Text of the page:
Even though Metta World Peace publicly apologized on Twitter about the elbow he delivered to the back of James Harden's neck, it was not enough. Neither was the minuscule seven-game suspension that was given to him. What Harden should do is lawyer up and file a tort claim against MWP because this is a strong case of a battery.
A battery is defined as the intentional causing of offensive contact to the person of another without consent.
To see whether or not Harden has a good case, we need to break down the definition of a battery and see if what MWP did was in fact a battery.
This may be the only element in the definition of a battery that is up for debate. MWP says that the contact was not intentional, but let's be honest, the way he cocked his arm back should be enough to prove his intent.
Luckily, Harden has the video in slow motion to prove that MWP's facial expression and arm movement prove that he has a strong case for proving intentional causing.
An elbow to the back of the head is as close to the exact definition of offensive contact. This was by no way shape or form not offensive. MWP wanted to celebrate his dunk and once he celebrated, Harden started to jaw at him. Instead of jawing back, MWP hit Harden in the back of the neck.
As soon as MWP connected to the back of Harden's neck, offensive contact was established.
If this were football, hockey, rugby, boxing or even wrestling, there would be no case because both players would automatically consent to this type of play. However, in basketball, no athlete consents to allowing another person to elbow them in the back of their head.
Something another player would consent to would be a hard foul like pushing another player down, or an accidental poke to the eye or slap of the face when a player is trying to steal the ball away. A player especially does not consent to any violence when the ball is out of bounds and a player is celebrating their recent dunk.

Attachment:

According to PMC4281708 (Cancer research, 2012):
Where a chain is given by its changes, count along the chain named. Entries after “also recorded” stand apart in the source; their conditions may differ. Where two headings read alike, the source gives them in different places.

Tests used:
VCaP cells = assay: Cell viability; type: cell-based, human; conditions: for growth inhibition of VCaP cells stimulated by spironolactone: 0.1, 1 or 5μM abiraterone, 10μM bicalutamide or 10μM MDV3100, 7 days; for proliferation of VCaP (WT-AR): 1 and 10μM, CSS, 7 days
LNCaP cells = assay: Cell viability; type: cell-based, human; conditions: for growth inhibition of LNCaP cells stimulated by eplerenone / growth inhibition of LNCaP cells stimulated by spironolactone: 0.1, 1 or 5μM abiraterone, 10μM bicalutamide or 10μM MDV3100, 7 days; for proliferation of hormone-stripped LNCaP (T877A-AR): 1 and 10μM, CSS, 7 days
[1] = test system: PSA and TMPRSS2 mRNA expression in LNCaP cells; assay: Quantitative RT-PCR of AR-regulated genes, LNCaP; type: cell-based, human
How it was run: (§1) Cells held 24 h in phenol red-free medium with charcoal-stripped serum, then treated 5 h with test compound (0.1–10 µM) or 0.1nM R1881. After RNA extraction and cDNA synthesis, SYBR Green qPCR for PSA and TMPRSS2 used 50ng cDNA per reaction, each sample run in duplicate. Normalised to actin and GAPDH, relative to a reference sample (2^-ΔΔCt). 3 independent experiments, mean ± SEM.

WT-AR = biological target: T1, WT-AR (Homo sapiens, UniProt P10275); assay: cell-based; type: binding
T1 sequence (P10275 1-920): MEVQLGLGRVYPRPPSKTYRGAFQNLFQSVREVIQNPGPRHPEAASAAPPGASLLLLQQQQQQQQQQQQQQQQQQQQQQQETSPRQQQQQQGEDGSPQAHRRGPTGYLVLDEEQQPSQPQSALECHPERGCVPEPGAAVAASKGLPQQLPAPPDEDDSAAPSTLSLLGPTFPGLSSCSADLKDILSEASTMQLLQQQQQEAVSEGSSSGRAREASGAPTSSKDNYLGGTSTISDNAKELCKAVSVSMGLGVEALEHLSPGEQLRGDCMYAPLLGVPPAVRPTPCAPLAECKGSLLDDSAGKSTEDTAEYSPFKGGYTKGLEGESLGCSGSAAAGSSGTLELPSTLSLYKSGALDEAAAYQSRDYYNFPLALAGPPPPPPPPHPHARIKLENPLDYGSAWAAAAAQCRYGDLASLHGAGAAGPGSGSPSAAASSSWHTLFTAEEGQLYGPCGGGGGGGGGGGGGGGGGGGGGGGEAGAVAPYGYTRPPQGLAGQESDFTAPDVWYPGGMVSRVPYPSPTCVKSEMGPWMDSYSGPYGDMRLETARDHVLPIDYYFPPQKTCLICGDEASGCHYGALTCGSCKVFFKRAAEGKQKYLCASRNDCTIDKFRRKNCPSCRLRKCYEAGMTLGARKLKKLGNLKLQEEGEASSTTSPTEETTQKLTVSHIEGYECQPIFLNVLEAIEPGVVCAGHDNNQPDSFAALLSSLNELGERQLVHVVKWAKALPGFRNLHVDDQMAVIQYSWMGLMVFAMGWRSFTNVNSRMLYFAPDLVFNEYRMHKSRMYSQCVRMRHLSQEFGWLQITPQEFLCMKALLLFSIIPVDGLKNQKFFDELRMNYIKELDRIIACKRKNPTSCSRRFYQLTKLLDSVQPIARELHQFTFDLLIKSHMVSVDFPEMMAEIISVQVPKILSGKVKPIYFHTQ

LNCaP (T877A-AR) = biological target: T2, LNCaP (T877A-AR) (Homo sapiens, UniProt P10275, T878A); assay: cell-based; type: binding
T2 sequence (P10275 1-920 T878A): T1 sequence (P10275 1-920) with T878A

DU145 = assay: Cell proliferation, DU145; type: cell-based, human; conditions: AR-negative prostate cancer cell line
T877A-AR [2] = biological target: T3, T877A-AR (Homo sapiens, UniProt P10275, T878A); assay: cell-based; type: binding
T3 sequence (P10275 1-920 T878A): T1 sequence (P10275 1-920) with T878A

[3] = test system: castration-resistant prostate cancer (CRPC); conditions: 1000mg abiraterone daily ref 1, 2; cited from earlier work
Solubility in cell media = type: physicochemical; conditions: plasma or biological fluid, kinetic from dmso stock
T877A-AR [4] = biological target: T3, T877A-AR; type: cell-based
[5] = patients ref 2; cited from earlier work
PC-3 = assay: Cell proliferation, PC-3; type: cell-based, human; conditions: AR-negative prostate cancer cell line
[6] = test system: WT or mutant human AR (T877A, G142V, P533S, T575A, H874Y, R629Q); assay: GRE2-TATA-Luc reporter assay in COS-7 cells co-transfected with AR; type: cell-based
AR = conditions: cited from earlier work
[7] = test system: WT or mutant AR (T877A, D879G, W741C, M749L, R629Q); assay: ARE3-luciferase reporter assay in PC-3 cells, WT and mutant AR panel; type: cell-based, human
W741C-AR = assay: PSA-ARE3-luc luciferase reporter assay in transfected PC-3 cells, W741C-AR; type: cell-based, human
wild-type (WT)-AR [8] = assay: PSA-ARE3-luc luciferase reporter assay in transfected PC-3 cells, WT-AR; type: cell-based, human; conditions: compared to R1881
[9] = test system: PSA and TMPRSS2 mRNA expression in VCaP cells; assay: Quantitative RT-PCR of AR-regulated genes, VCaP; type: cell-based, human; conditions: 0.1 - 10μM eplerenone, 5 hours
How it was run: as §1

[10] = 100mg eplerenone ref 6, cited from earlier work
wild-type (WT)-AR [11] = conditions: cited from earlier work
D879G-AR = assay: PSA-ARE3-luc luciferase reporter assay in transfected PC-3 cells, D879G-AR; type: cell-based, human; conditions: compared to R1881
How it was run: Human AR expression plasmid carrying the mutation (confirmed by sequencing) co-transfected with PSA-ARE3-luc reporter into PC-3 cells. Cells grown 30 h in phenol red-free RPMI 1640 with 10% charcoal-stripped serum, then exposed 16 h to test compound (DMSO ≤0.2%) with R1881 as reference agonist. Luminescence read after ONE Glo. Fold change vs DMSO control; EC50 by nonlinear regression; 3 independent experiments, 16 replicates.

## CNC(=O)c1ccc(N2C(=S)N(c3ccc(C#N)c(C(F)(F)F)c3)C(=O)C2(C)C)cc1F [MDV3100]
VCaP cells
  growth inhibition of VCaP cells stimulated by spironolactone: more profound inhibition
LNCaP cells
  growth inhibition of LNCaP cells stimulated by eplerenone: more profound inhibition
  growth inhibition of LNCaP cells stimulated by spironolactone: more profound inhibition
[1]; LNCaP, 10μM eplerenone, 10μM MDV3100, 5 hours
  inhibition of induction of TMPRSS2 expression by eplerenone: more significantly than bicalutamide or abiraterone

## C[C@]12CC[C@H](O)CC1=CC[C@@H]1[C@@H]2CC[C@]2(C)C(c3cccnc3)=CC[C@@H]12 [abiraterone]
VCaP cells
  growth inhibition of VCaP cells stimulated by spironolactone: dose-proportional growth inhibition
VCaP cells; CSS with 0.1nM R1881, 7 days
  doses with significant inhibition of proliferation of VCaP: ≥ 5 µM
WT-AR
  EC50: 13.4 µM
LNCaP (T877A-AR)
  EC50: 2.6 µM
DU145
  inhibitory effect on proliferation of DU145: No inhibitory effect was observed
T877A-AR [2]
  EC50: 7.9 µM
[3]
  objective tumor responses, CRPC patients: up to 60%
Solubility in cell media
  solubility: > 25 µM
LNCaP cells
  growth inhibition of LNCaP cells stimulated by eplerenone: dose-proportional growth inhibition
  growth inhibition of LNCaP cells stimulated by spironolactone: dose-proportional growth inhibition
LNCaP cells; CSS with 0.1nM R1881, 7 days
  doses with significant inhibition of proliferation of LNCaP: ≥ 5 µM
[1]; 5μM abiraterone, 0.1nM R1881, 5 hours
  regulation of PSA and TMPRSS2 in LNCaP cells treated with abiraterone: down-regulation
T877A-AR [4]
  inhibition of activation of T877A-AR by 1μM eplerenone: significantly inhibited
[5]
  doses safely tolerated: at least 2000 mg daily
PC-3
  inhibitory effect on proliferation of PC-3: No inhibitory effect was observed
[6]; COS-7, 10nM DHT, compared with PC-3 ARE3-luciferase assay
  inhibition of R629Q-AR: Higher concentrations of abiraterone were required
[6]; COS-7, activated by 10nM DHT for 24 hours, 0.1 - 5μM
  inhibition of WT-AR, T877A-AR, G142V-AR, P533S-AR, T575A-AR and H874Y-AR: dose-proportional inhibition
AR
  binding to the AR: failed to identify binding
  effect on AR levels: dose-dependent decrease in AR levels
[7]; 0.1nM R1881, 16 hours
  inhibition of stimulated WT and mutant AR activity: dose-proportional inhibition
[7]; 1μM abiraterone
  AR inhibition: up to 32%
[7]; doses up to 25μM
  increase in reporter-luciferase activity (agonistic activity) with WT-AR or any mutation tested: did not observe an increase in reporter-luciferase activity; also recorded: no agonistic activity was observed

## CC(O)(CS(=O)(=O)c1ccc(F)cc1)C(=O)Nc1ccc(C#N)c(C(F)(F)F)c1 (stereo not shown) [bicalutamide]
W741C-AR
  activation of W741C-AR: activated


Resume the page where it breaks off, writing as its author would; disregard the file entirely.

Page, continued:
Basketball is a contact sport, and quite possibly the only sport that has the least amount of consent to violence.
The only argument that MWP can have against a case of battery is the fact that he did not actually want to nail Harden in the back of the neck. He could say that he was trying to elbow him, but he was not trying to give a concussion.
In contrast, Harden could claim that throwing an elbow while your back is turned to a player could result in big-time harm. Harden's party will claim that one would reasonably expect to cause a large amount of harm to another player once an elbow is thrown, especially the way MWP threw it.
Considering this is the NBA and it is one of the most popular organizations in America, this case may not happen because it will make the league look bad. If you are Harden, you might not want to do it because it will make you look like a weakling in front of your peers.
Would you sue if you were Harden?
However, MWP needs to learn that this type of violence will not be tolerated anymore. The small suspensions will not do anything for deterrence. MWP will continue to act like this as long as he is employed in the NBA. Maybe a lawsuit might teach MWP a lesson because Harden clearly has a case here for battery.
MWP will not get any jail time for this, but Harden will receive a nice settlement. All the bad PR that MWP will get from this may actually teach him a lesson. You would think "Malice in the Palace" would have got to him, but it clearly did not.
Hopefully, Harden does not continue to feel concussion like symptoms during the playoffs. It does not matter what team you are a fan for, if you are a human being with a soul, you should not be proud of this type of violence occurring in any sport.